Anki. Yep... tried to learn those damn 2000 french words, and still no end to it.. I just can't sit in front of it anymore...when I do my eyes start to melt, so does my brain. The mistake I made was: 1. Tried to learn the words from Anki, whereas this is a tool to put into the long term memory things you already know. 2. I've always put every answer to hard, like a reflex, even when it was easy, way too easy. I guess this is the main reason I have so many repetitions like 700 a day.... I shouldn't stop because it reps will pile up.... So this is an oldschool Anki burn-out...anyone has a solution? I still have 200 new words to add. Haha
From: north carolina Registered: 2007-07-12 Posts: 1541
Go do something else. Something FUN.
I barely touched Anki while I was in Japan, and mysteriously, I still managed to learn Japanese just fine. I went out, talked to a lot of people, read a lot of books, watched some TV, and, of course, did all of my assignments.
With such a full plate of activities, I was able to take a bit of an Anki vacation. Sure, I probably have about 4000 reviews waiting for me, but I'm not too worked up about it. I needed a break from it.
I know...but I don't want to have a lot of reps pile up.... I have a goal in mind, a plan even So the question is..I would need a week to recover at least....I can't afford that much time.... so how do I keep going? Of course I could keep going like this, but it's no good, because I fail 3 times as much as normally, since no motivation to think
If you don't learn to press "easy", then there's no end to your problem, the reps will keep piling up... For your present reps, just wait a week or ten days, then just pass them (several thousands from what I gather) with easy (no need to even read them), that should set the algorithm straight (or at least start to). Meanwhile, just do something enjoyable as said above. Good luck!
Why can't you spare a week? A good plan is suppose to have flexibility... A week without Anki isn't like a week without studying at all.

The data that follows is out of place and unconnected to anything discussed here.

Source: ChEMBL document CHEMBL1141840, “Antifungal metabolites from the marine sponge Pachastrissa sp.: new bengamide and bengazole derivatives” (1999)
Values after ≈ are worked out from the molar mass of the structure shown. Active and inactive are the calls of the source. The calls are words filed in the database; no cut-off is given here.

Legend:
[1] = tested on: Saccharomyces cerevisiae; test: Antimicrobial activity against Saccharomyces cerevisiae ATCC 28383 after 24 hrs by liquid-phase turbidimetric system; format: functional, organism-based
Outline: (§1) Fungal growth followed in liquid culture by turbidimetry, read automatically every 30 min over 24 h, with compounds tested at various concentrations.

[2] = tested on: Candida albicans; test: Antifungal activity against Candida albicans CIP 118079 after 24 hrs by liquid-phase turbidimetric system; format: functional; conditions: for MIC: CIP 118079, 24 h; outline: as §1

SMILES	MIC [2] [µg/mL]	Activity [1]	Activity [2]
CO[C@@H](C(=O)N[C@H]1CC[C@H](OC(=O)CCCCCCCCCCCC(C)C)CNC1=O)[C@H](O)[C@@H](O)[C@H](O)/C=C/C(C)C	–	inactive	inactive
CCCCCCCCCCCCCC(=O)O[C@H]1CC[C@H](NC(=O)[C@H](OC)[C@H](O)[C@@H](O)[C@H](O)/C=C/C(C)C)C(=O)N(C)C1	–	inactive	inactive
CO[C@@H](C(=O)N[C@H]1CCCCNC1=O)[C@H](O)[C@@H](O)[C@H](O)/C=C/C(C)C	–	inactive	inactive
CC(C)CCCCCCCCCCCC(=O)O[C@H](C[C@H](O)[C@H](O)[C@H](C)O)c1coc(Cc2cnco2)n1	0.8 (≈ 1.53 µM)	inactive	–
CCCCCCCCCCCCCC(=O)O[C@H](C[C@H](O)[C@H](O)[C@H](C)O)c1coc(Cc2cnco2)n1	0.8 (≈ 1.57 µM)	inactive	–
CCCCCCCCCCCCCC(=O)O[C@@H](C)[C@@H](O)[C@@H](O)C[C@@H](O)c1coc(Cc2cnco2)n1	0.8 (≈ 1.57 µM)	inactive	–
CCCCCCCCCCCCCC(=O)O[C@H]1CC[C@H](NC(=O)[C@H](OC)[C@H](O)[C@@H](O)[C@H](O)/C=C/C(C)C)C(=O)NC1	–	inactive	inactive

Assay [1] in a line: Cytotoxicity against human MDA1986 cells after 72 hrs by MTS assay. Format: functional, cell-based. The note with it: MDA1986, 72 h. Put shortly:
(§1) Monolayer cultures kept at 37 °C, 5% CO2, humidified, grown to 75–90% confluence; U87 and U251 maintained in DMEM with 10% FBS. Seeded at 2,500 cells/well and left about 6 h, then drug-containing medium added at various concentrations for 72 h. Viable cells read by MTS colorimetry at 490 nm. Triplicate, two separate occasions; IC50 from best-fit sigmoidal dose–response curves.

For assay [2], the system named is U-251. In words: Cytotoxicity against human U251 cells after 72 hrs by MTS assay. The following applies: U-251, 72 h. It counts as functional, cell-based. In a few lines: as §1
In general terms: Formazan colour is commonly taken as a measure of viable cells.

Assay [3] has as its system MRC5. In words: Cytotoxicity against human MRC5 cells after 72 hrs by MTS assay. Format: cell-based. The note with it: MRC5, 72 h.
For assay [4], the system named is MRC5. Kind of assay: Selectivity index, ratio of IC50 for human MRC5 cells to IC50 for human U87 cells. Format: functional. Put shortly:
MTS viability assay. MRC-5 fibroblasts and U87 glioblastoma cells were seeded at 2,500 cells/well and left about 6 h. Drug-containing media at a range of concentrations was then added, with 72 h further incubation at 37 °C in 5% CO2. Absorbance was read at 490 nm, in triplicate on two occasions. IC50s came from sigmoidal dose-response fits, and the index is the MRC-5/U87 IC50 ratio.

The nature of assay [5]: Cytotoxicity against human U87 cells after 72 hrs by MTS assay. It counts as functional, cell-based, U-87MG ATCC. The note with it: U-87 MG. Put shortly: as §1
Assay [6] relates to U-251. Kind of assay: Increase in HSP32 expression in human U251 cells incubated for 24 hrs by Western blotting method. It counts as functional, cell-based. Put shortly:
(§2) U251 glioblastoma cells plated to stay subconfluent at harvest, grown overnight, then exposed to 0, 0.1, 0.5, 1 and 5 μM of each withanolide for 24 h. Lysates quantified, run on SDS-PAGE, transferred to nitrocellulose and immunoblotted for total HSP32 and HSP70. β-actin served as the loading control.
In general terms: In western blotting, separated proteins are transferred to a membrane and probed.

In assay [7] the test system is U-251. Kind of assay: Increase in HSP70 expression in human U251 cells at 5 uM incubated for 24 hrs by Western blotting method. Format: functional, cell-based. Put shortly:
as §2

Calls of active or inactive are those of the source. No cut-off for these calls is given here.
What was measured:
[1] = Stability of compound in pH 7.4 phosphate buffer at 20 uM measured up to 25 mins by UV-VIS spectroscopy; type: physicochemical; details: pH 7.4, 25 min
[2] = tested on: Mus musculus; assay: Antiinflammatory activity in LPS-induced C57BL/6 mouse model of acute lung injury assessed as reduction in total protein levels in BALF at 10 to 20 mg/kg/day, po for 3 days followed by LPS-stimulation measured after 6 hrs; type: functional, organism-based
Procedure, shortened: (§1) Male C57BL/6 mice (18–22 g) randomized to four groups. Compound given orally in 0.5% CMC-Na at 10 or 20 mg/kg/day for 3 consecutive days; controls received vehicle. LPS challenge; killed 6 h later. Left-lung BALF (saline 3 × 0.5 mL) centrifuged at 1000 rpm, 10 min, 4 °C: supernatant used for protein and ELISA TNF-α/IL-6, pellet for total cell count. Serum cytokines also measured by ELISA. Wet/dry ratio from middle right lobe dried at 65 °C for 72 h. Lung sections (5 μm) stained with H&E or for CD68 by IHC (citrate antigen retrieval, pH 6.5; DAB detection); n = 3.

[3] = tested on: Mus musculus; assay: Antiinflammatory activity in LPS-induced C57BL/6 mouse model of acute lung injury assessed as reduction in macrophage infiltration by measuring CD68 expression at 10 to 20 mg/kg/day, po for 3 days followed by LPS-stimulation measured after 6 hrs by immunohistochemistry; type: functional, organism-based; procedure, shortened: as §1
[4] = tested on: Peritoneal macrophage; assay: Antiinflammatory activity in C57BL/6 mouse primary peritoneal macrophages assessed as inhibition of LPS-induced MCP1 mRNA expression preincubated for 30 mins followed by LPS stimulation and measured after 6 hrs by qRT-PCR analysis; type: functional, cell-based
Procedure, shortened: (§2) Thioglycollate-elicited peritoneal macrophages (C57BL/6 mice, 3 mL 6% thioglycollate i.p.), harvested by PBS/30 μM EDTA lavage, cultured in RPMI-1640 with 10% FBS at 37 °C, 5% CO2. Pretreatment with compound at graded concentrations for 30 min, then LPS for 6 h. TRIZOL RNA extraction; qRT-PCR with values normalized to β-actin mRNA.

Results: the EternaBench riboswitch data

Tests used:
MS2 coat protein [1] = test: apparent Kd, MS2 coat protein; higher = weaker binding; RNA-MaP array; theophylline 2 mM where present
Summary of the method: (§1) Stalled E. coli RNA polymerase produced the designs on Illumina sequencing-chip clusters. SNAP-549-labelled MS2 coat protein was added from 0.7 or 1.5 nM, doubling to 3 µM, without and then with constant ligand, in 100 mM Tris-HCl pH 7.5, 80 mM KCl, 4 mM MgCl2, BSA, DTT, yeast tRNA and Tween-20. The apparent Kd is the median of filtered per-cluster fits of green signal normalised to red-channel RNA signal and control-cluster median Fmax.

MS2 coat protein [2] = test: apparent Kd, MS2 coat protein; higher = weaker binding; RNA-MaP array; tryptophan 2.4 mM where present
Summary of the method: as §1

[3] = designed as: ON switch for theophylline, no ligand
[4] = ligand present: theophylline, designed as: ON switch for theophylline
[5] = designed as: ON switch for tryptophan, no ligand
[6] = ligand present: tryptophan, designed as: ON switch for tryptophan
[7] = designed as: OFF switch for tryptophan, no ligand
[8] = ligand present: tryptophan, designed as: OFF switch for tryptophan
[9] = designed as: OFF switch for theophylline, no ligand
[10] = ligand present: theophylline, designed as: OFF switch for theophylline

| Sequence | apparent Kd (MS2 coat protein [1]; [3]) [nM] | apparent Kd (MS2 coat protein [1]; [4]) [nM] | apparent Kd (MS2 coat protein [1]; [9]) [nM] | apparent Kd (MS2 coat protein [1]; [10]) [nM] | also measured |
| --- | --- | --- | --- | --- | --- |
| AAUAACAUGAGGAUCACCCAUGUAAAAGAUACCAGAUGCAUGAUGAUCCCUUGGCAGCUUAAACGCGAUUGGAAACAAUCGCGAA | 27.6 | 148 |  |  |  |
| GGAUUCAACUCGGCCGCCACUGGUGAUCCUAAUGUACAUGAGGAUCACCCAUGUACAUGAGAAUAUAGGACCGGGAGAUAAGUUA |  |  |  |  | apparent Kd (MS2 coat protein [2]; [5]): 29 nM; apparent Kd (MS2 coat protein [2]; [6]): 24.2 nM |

Last edited by EratiK (2012 February 04, 12:40 pm)
The thing about the srs is, do a small amount daily (when adding new cards). I recommend people don't add more than 20 cards or just to add less than that. Just so you can get a good handle on how to use it well. A lot of people may not have a lot of time but to be honest, this is suppose to be used to save you time on studying. I manage to complete all my reps daily even though I have 2 jobs and go to school at the moment(part-time but I have 3 hour chem lecture, 2 hour bio lecture and 3 hour labs for both organic chemistry and biology. I still manage to use the srs but that's because I know it's suppose to be done in small bursts and plus it shouldn't take any more than 20mins or so(even less). (It takes me 30-40mins to do both decks)
I agree with what people are saying, learn to press easy or good and less of hard. The srs will fix anything you miss over time. So when your trying to learn 2000 french words, take it slowly and you will reach it over the long-term(with awesome results).
Last edited by ta12121 (2012 February 04, 6:49 pm)
Don't press 'hard' for every answer. Doing so is completely pointless, you might as well just print out the words in a big list and learn them old-school style - because just doing pass/fail completely negates the point of an SRS (your 'repetitions' will not be 'spaced' if you do not differentiate between which ones are easy and which are hard).
If I were forcing myself to do 700 reps a day I would want to give up too.